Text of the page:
Thursday, July 13, 2006

Flop checks in from the road

PRAGUE, Czech Republic (CSB) _ I think my final verdict on Prague won't come until I'm on the train leaving it, and I think I'm going to like it, even though I think the best way to see it is as a 22-year-old backpacker. Prague is almost everything I thought it would be (but smaller and more walkable) and a lot of things I didn't expect. For one, it's HOT here. Temperatures have been in the high 80s, and probably hit 90 my first day in town. I assumed it was just the heat on the tarmac (yes, I got to fly a random state airline, and yes, I got miles for it.) The communist-built Metro is like Washington's but prettier and colder. (And mercifully uncarpeted).

Most everything else in this town dates from the 12th century onward. It's utterly fascinating, as long as the German or American tourists don't run you over. I admit, I was pretty shocked by the crowds. My experience with European capitals has been limited to London and Paris. In both cities I speak the language, blend in to some degree and always get asked for directions. That hasn't happened here. For one thing, everyone's reading maps in the middle of the street. For another, I'm wearing the one pair of shorts I brought with me _ purchased at a surf shop in Hilton Head. They're khaki in color and cargo in nature. I'm a tourist. But it's OK, I think. A friend who was also traveling here (she was in Europe to cover the World Cup, in a happy coincidence) explained to me that Florence was even more crowded in the summer. I really like Prague, but I think I'll try Italy in the low season.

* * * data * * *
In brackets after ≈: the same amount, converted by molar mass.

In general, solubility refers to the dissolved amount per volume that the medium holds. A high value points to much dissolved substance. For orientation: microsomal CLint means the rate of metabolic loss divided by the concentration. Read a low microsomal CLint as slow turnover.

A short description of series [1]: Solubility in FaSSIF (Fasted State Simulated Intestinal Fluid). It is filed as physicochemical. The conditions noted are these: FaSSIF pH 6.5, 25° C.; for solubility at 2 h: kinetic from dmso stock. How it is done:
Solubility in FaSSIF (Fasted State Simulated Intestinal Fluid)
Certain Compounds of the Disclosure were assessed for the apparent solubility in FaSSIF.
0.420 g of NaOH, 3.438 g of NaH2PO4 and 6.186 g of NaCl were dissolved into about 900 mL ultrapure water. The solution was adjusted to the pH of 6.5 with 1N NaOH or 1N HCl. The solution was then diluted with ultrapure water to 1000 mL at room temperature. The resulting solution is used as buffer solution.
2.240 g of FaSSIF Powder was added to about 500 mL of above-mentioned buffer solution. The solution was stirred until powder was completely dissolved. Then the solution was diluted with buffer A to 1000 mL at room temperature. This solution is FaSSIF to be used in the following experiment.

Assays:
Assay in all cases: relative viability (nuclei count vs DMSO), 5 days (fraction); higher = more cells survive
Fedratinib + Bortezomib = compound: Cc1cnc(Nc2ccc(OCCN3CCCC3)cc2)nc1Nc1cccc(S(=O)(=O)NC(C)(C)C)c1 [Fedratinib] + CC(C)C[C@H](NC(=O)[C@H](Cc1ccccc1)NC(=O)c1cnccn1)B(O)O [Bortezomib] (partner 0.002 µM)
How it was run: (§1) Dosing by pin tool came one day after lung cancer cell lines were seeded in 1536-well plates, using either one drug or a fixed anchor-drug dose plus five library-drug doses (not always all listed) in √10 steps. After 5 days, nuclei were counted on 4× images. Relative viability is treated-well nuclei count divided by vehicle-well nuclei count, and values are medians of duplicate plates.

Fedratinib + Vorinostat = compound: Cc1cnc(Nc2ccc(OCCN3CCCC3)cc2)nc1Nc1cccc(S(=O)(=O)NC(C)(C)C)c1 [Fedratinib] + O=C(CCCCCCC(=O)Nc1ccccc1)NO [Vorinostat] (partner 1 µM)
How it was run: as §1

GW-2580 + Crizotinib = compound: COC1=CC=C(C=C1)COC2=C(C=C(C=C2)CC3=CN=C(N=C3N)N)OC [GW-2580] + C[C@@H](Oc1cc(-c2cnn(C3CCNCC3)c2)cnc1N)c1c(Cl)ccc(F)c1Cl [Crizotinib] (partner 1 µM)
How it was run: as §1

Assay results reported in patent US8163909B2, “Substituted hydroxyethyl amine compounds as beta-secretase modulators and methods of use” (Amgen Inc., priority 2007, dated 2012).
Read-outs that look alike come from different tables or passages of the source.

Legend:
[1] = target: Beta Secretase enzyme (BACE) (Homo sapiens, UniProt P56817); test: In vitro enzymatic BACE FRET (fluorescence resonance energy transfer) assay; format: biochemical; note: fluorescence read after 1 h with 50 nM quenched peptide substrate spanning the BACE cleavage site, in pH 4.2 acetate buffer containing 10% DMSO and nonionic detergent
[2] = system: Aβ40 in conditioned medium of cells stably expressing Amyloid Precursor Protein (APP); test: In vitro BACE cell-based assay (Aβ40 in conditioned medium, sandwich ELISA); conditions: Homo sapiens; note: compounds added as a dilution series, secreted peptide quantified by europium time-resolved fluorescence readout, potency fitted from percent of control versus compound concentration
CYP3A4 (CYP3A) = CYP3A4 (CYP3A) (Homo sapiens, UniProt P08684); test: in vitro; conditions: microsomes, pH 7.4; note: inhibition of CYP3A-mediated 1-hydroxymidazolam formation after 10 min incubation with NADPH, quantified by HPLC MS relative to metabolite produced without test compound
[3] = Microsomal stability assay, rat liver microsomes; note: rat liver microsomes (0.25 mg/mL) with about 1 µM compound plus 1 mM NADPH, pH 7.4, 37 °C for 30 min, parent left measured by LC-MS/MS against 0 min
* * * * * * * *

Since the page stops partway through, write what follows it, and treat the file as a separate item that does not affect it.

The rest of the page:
Then there's the lanugage barrier. I refuse to march up to someone in his or her hometown and address them in a foreign language. Even (and especially) if said language is rapidly becoming the world's lingua franca. Unfortunately, my standard "dobry den" usually gets a flurry of Czech in reply. At which point I have to sheepishly ask if they speak English. Of course, most Czechs do, and well, and sometimes I wonder why I bothered.

I haven't decided which bit of town is my favorite so far, but Prague Castle, the tower at the Old Town Hall and the Charles Bridge, especially when viewed from a riverbank cafe, with a cold Pilsener Urquell in front of me) all are up there. I searched high and low for a portable version of one of the castle windows, so Crimenotes and I can re-enact my favorite bit of Habsburg history at the bar, but no soap so far. Incidentally, that aforementioned beer was the most expensive I've had in town _ it ran my 55 Kc. Which in 'merican dollars is about ... two. Usually beers are about $1.25 here, as they were at the beer hall which is the home of the original Budweiser. You'd pay four times that in New York and get something about 40 times less good.

Speaking of beer, I think it's about time I stop using my CSB expense account on internet access and start spending it on more of that golden nectar whch can actually be cheaper than water here.

4 comments:

Crunk Raconteur said...

Dude, just remember, if you meet somebody that doesn't speak English, they'll probably understand you if you just raise your voice and shout English at them.

evilgirl said...

what is the word for bananas in czech?

Flop said...

Man, upon re-reading this three hours later (I forgot to get someone's postal address out of my e-mail earlier) I vow to never again post from the road before having had either a coffee or a beer. Crikey.

Ironically for evilgirl, I actually actively dislike banánový and so haven't had any since I was here.

CrimeNotes said...

How do you say "squirrels" and "crenshaw melon" in Czech?